“On the day of the baptism in the Galilea church in Karongi, members filled the seats, overflowed outside, and huddled around windows, peering in on the happenings inside,” said Jackie O. Smith, a speaker in Rwanda, who works as assistant director of Sabbath School and Personal Ministries for the Adventist world church.

“Others outside could only listen to what was happening via the loud speakers,” she said. “Meanwhile, inside, baptismal candidates were standing in the isles, crowded from front to back. Some stood for two hours or more until they reached the baptismal tank in the front of the church, and then walked outside after being baptized because there was no room inside.”

Smith said the newly baptized members more than doubled the membership in her church.

“Just in that area alone, they could use two to three more churches,” she said.

Nancy Costa, who led outdoor meetings at the bottom of a hill in Rwanda’s capital, Kigali, said she was astonished to enter the Kabusunzu church at the top of the hill one day and find that the baptismal candidates filled half the sanctuary.

That led to seating problems on the final Sabbath, when the congregation met in the church for the baptisms.

“On Sabbath they brought all the benches from the preaching site and lined them up on the lawn outside the church so that the overflow could sit outside and listen through the open windows,” said Costa, administrative assistant to McKey. “They were also crammed inside the church. No comfortable seating, just packed like sardines.”

  • Baptismal candidates filling half the sanctuary at the Kabusunzu church in Kigali, Rwanda. (Nancy Costa)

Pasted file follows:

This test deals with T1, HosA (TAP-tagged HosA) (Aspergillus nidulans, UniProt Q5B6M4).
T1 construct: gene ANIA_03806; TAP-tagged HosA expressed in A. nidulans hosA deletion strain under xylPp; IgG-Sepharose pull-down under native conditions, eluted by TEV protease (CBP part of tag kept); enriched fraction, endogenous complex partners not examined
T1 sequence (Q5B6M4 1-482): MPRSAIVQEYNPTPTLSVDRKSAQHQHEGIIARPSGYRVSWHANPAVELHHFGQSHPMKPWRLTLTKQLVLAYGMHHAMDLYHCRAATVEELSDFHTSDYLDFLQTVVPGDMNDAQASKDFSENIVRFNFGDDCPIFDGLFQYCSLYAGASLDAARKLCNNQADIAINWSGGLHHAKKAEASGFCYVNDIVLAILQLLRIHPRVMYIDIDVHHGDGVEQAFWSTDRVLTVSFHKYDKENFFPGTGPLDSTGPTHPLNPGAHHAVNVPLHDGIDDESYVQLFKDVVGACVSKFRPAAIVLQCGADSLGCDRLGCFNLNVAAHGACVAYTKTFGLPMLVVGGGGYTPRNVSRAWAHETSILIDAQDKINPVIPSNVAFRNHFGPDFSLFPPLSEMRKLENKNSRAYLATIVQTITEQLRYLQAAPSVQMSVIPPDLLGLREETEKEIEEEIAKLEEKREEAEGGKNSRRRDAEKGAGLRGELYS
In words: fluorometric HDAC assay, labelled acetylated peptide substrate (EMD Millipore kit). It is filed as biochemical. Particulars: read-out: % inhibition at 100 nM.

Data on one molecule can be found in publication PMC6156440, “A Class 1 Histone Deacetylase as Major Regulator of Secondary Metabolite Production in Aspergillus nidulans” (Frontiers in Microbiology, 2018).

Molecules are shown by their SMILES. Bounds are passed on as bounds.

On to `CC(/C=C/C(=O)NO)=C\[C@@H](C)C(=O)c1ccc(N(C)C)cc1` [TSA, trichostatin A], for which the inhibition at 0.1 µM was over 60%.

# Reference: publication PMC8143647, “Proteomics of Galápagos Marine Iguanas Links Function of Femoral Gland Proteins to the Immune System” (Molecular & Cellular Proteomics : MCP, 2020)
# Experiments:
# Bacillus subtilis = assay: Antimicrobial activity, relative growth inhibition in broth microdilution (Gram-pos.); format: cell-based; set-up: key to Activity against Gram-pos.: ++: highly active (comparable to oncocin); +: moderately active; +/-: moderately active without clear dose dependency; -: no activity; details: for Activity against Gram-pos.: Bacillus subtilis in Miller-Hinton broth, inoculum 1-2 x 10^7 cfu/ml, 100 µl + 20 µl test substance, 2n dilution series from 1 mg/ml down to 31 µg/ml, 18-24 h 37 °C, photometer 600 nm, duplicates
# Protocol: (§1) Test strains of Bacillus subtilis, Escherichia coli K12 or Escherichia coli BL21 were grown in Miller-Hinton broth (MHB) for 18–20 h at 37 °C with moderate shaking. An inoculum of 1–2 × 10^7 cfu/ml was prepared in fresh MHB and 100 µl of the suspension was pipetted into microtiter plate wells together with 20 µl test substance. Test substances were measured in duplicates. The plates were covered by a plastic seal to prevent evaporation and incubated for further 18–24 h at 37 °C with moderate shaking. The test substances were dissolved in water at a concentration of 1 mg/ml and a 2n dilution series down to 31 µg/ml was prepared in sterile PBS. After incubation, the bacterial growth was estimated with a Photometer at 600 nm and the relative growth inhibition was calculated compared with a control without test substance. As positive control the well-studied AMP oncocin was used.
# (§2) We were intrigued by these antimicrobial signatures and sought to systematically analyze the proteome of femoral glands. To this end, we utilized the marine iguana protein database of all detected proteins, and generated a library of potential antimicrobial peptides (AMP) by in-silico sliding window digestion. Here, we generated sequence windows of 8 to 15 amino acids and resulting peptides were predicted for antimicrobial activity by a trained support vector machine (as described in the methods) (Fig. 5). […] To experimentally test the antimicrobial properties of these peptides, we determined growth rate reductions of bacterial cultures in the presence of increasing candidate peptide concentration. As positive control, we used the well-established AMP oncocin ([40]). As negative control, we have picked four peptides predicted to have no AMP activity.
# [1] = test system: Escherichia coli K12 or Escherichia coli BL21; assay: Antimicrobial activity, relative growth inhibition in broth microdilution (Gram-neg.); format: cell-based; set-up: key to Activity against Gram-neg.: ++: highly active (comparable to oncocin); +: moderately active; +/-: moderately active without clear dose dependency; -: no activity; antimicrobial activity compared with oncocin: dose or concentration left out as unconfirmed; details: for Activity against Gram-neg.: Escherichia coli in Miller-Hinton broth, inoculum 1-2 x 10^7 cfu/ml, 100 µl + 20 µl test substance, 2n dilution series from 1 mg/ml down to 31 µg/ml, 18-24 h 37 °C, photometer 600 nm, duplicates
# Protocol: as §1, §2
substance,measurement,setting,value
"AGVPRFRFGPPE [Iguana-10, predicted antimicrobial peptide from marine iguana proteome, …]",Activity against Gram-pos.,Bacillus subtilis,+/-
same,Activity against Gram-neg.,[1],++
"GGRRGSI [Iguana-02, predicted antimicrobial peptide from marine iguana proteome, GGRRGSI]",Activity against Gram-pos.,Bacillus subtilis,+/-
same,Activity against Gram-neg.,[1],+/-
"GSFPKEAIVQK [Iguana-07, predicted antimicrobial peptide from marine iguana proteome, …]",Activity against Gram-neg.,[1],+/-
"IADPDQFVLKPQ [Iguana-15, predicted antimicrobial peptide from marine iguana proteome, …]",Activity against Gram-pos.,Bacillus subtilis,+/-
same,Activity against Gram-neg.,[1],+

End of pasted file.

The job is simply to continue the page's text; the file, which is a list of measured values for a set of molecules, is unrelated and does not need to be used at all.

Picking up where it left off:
• The packed Kabusunzu church on Sabbath. Rugs are folded on the platform before the baptisms. (Nancy Costa)

Celebration Day Across Rwanda

Churches were filled tightly again last Sabbath as more people were baptized, bringing the total number of baptisms connected to the evangelistic meetings to 98,298, church leaders said Wednesday. Now the Adventist Church has more than 818,000 members in Rwanda.

Every local church turned last Sabbath into a celebration day to welcome and integrate new members and to thank church members for faithfully maintaining so-called TMI lists of people whom they wanted to see baptized.

Jean Baptiste Niyonzima, director of evangelism and Adventist Mission for the Adventist Church in Rwanda, spoke of witnessing a celebratory atmosphere in the Matahiro church, which gained 316 members, in the East Rwanda Field.

“One woman, Chantal Kakuze, was so excited to have 11 adults on her list get baptized,” he said.

New members also shared their testimonies, and it turned out that many of them had led people to baptism on the same day that they themselves had been baptized, Niyonzima said.

“Really it’s harvest time,” he said.

Adventist leaders said the church was witnessing an unprecedented time in Earth’s history when the Holy Spirit was being poured out ahead of Jesus’ Second Coming.

“This has never happened before anywhere in the world field to this great extent,” McKey said. “The Holy Spirit was poured out and and God blessed. Praise God for what He has done!”


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Number of Baptisms Reaches 97,344 in Rwanda

Testimony: ‘You Are No. 1 in Central Rwanda’

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When an Adventist Physician Treated a Chef’s Son in Rwanda

Record 95,890 Baptized as Evangelistic Meetings End in Rwanda

Testimony: I Didn’t Want to Preach to Killers of My People in Rwanda